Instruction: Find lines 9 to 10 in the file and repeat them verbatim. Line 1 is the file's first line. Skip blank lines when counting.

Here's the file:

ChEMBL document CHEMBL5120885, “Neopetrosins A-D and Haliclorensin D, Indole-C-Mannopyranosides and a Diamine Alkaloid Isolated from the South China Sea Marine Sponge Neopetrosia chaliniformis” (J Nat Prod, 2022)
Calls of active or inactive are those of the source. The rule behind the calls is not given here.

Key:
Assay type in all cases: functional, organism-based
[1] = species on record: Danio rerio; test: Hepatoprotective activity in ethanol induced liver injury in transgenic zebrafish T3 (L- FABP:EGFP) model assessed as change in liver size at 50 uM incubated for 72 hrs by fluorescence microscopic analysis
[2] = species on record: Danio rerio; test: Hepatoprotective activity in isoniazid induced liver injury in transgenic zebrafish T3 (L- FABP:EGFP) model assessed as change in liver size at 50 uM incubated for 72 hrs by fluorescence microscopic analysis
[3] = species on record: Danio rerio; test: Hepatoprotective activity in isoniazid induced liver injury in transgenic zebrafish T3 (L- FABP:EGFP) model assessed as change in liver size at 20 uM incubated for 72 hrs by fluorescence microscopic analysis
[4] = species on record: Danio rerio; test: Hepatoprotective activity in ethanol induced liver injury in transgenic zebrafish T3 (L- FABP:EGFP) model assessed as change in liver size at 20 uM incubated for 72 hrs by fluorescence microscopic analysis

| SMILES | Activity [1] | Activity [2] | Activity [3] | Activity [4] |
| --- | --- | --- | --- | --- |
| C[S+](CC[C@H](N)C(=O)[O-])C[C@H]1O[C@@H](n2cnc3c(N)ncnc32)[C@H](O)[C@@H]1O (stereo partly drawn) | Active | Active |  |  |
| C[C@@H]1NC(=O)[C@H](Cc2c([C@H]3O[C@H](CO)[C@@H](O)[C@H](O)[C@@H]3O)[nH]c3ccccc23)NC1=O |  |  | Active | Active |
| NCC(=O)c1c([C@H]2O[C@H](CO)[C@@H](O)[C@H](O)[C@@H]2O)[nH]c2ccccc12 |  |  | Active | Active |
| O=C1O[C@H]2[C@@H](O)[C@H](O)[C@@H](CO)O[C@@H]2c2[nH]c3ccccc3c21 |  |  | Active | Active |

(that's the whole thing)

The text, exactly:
| SMILES | Activity [1] | Activity [2] | Activity [3] | Activity [4] |
| --- | --- | --- | --- | --- |